IRS Tax Preparer PIN Numbers Required; Power Grab or Necessary Regulation?

IRS Tax Preparer PIN Numbers Required; Power Grab or Necessary Regulation?

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DebateToday Joe Kristan blogged unhappily about what he calls the first phase of the IRS’s “power grab” over the tax preparation industry:

Many well-meaning folks support the Shulman power grab because “something must be done” about bad preparers. This shows a touching faith in the ability of government regulation to solve problems that has no support in recent history (Sarbanes-Oxley, meet Lehman Brothers). Instead the big industry players will capture the regulatory process — an ex-H&R Block official wrote the draft preparer rules for IRS — and use it to preserve their own position, stifle smaller competitors who lack corporate staffs to deal with regulations, and raise prices.

I am one of those well-meaning folks to whom Joe refers. However, I don’t favor regulation of tax preparers because I have great faith in the ability of government to solve all problems, only some problems.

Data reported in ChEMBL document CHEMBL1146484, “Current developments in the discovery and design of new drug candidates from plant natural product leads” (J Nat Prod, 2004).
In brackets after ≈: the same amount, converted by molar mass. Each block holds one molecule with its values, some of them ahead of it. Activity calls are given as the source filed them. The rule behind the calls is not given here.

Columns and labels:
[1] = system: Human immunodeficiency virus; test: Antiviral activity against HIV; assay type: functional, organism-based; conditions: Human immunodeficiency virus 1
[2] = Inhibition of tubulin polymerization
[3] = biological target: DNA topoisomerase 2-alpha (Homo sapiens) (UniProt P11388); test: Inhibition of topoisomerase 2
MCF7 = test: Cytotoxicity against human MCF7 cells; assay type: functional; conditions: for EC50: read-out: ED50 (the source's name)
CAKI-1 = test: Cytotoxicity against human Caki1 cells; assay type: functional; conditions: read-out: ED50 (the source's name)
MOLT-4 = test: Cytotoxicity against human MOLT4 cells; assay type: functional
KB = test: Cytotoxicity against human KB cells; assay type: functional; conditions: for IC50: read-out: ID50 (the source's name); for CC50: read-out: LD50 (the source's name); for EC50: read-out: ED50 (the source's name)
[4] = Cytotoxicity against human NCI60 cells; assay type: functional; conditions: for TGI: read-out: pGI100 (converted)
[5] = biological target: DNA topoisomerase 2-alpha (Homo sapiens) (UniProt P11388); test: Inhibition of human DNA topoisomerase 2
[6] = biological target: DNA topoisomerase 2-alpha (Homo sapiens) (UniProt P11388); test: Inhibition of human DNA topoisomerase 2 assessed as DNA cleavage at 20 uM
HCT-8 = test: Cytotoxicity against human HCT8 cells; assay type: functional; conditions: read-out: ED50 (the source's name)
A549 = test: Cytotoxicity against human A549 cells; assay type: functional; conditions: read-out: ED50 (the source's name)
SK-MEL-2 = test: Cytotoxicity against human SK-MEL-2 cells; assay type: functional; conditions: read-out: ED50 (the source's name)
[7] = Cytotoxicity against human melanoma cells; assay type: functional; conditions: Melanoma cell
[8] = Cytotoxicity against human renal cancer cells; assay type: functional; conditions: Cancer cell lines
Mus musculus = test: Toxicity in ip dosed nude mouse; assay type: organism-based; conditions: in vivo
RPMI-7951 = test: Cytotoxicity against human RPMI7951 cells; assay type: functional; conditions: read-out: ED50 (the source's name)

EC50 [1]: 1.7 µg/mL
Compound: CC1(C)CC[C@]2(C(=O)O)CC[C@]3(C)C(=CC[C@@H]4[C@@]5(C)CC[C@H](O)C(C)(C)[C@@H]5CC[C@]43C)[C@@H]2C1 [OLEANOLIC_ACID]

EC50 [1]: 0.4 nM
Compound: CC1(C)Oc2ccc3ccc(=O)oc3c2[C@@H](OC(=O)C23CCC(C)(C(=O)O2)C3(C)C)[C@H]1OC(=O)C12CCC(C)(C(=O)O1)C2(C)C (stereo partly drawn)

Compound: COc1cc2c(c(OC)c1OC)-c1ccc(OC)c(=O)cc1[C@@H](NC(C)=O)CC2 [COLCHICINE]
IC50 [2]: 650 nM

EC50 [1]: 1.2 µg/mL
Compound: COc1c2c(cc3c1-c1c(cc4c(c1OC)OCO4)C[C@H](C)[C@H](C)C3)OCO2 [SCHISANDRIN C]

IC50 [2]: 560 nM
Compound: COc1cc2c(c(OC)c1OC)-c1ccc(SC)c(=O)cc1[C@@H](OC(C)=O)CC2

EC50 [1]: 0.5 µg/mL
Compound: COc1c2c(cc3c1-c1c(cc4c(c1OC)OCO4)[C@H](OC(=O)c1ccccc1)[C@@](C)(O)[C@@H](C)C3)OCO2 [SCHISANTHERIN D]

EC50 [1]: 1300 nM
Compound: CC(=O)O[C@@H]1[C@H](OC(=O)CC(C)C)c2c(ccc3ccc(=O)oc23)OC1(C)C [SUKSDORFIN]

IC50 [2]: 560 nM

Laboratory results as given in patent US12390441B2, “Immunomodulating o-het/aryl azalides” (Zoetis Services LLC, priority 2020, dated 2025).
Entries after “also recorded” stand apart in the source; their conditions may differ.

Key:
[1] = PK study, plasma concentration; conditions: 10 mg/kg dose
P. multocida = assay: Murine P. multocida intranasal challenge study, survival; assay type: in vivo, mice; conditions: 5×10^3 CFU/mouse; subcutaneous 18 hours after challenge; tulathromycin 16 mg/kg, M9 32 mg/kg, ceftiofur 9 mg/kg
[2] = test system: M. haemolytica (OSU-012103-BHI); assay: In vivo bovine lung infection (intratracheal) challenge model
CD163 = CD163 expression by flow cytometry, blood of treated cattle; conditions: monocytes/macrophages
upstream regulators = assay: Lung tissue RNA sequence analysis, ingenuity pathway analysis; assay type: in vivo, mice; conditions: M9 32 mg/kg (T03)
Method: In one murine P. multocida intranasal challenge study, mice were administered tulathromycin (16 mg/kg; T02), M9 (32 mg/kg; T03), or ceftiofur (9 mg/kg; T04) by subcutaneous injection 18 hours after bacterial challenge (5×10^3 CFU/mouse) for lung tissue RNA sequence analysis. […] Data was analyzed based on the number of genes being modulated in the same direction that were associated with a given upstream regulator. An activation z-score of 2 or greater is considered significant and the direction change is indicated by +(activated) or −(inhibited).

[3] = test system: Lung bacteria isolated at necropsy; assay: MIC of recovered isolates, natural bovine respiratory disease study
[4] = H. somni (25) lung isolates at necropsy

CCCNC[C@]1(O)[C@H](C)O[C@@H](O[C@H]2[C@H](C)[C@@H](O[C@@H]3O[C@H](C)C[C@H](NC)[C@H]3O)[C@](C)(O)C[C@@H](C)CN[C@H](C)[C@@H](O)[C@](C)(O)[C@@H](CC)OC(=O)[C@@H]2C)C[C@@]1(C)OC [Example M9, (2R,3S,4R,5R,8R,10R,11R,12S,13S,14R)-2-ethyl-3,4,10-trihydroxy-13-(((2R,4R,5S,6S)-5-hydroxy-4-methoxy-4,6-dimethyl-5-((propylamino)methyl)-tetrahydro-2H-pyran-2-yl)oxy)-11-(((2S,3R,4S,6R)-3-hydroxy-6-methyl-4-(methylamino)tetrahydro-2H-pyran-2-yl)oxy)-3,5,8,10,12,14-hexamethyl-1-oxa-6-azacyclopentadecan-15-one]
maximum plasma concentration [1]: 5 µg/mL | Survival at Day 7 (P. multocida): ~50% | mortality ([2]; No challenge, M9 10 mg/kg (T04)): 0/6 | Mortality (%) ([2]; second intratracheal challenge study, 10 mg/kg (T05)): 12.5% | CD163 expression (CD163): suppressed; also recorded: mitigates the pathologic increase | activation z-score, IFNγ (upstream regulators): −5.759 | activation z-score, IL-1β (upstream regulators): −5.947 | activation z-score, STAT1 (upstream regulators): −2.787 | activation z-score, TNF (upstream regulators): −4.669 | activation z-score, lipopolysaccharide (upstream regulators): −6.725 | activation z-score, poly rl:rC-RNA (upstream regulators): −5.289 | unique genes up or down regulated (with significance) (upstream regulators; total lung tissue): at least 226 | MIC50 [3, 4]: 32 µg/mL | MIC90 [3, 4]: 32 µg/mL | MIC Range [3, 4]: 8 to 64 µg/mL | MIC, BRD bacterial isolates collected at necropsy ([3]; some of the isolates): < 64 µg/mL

Government agencies currently regulate CPAs, lawyers, engineers, Doctors and countless other professionals who provide services to the lay public. I don’t know what Joe’s position is on the regulation of these professionals, but must assume that he disfavors it based on his oft-stated reasons for opposing federal regulation of tax preparers.

On the other hand, if Joe doesn’t think we should cease the regulation of all professionals, we must ask him to explain what it is that is different about the tax preparer profession that should make it exempt from regulation and these other professions non-exempt?

One of those differences might be, as Joe says, that regulation may result in retaliatory actions by IRS employees against tax preparers who have publicly criticized the IRS:

I wonder: if a preparer has bad things to say about Doug Shulman on a blog, surely there’s no chance that the IRS will misfile that preparer’s paperwork and visit with an extra-special “tax compliance check,” is there?

There is, of course, always a possibility that a rogue IRS official will abuse his power and retaliate against a tax professional. But that possibility exists right now, even without tax preparer regulation. The truth is, the lack of regulation isn’t going to stop a corrupt government official from carrying out his corruption.

Finally, Joe agrees with fellow tax blogger and tax preparer Bruce McFarland (aka the Missouri Tax Guy) who says:

My peers and friends in the “field” say there won’t be that much extra cost, I say there will be enough cost to the preparer that this will undoubtedly raise preparer charges thus raising the cost to taxpayers who use paid preparers, we shall see.

I agree. Heightened regulation will raise tax return preparation prices. But who says increased prices are a bad thing?